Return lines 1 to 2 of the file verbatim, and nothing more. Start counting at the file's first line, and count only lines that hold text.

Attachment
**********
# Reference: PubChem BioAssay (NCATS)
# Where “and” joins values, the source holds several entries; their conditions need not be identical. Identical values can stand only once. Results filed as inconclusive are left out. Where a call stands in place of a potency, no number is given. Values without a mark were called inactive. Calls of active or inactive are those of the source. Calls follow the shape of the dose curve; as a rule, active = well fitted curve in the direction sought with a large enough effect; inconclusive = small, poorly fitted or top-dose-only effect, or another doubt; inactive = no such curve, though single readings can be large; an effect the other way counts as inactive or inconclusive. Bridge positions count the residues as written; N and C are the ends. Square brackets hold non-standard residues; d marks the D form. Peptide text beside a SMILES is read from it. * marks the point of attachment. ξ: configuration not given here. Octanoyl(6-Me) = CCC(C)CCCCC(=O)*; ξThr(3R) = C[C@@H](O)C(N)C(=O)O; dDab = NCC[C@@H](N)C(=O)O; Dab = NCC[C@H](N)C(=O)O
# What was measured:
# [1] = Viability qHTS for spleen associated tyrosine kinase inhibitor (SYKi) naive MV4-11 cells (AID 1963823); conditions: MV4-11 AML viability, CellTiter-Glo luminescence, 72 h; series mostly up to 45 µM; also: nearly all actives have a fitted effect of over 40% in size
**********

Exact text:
# Reference: PubChem BioAssay (NCATS)
# Where “and” joins values, the source holds several entries; their conditions need not be identical. Identical values can stand only once. Results filed as inconclusive are left out. Where a call stands in place of a potency, no number is given. Values without a mark were called inactive. Calls of active or inactive are those of the source. Calls follow the shape of the dose curve; as a rule, active = well fitted curve in the direction sought with a large enough effect; inconclusive = small, poorly fitted or top-dose-only effect, or another doubt; inactive = no such curve, though single readings can be large; an effect the other way counts as inactive or inconclusive. Bridge positions count the residues as written; N and C are the ends. Square brackets hold non-standard residues; d marks the D form. Peptide text beside a SMILES is read from it. * marks the point of attachment. ξ: configuration not given here. Octanoyl(6-Me) = CCC(C)CCCCC(=O)*; ξThr(3R) = C[C@@H](O)C(N)C(=O)O; dDab = NCC[C@@H](N)C(=O)O; Dab = NCC[C@H](N)C(=O)O